What can the big ideas tell us about the way we’ll be living in the future?

Nearly 2,000 people attended the Big Tent Ideas Festival at Babraham Hall near Cambridge. Picture: P

Nearly 2,000 people attended the Big Tent Ideas Festival at Babraham Hall near Cambridge. Picture: PAUL GEATER - Credit: Archant

I visited the Big Tent Ideas Festival near Cambridge at the weekend as politicians from all parties (well, almost) mingled with members of the public interested in the world about them.

Do we all need to drive cars in towns? Picture: SARAH LUCY BROWN

Do we all need to drive cars in towns? Picture: SARAH LUCY BROWN - Credit: Archant

It was the idea of Tory MP George Freeman, and while there were elements of the day that were slightly irritating, overall much of what was happening was very stimulating.

Particularly welcome was the fact that here was a political event not dominated by a single political party.

It was a pity that Jeremy Corbyn had apparently told his MPs not to attend which did leave it feeling slightly unbalanced – although Hove MP (and Corbyn critic) Peter Kyle did take part in debates and Cambridge MP Daniel Zeichner was there keeping an eye on what was happening.

In the debates I attended, it was good to hear politicians and “non political” experts talking about subjects without the feeling that they’d consulted the most recent election manifesto before opening their mouths.


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The debate I found most interesting was on planning and building communities in the future (yes, really). Called “From car commuting to connected clusters,” it really looked hard at the kind of large towns and cities we’ll be living in over the next few decades.

And it also questioned some of the accepted facts of life we’ve grown up with over recent years.

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For instance; if you’re building homes in town centres near railway stations, is it really necessary to build garages (or even cars spaces) with them? Isn’t it best to build them to attract home buyers who don’t want to drive?

Something else I hadn’t thought of is the question of accessibility. We hear homes should be built without front door steps to help people who have mobility problems.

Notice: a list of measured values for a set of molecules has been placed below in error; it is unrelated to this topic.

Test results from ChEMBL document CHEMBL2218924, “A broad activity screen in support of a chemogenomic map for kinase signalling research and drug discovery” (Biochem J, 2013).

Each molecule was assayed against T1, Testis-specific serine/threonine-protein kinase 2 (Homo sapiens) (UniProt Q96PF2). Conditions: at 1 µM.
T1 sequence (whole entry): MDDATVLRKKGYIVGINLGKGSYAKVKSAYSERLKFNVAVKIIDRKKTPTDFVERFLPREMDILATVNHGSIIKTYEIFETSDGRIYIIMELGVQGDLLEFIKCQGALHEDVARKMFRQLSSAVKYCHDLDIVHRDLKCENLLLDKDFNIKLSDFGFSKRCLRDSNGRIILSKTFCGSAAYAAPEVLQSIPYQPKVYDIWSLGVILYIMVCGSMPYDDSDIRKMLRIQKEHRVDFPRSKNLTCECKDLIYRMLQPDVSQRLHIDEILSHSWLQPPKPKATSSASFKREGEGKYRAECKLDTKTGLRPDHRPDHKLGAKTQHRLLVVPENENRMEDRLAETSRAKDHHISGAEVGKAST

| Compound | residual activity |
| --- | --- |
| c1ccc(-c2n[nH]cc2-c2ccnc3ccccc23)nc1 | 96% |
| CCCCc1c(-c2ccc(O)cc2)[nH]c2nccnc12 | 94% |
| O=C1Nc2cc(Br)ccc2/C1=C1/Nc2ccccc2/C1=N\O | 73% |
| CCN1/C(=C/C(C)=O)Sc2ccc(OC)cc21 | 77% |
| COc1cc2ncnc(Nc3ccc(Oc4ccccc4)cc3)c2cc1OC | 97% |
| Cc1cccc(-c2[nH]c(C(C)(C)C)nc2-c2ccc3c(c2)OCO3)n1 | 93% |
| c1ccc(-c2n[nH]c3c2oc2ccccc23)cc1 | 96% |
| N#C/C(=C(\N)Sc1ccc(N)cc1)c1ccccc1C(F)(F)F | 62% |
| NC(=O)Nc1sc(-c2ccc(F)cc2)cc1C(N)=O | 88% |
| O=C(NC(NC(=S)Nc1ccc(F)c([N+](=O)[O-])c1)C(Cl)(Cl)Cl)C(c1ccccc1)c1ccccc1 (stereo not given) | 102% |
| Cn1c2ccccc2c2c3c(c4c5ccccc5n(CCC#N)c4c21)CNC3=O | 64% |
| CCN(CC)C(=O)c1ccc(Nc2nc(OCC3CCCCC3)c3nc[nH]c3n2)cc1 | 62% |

But most people don’t have mobility problems, and the small amount of exercise you get walking up steps is quite good for us. So it is right to deny something that does a little bit of good for the majority to satisfy the needs of a very small minority?

I was once told by a doctor that he was frustrated by all the healthy people who moved into bungalows when they were in their 60s so they’d be ready when they had trouble with stairs later in life.

He said the very action of walking up and down a flight of stairs several times a day was the best exercise most over-60s did, so moving to a bungalow could be a cause of mobility problems in later life rather than a solution to them. Interesting point of view.

On the subject of cars, I could really see where they were coming from. But for many people (including myself) it is very difficult to imagine life without my four wheels.

The new homes due to be built on the former B&Q site in the town centre will be perfect for anyone working in the town centre, the Waterfront or commuters working in London. It would be possible to live their comfortably without a car.

I don’t use a car as much as I did. I’ve got back on my bike over the last couple of weeks and when the nights draw in I hope to start walking between my home and the office again on some days.

Over the last few years the miles I’ve driven a year has fallen from 8-10,000 to 5-6,000 but I still wouldn’t be without it – how else do you get to Minsmere, Ickworth, or Sutton Hoo without the journey becoming a real logistical trek involving trains and taxis?

But there are now increasing numbers of people who are choosing to live without their own car – some are joining car clubs which give them access to a vehicle as and when they need it.

In London and other large cities young people are finding the cost and hassle of owning a car just too much – and are choosing to rely on public transport.

As places like Ipswich expand that could become the case more and more here as well – but that does mean the authorities and the public transport companies need to recognise that fact.

In Ipswich there is a good public transport network – and the larger towns are linked by reasonable rail services.

But there’s no point in telling someone living in Hadleigh, Leiston, or Framlingham to rely on public transport for their leisure if the last bus runs well before 7pm!

What we were really hearing about at the debate, though, was about urban life – and what it really taught me was that there is a big split opening between life in large towns and the countryside. Both have their own attractions, but they are very different.

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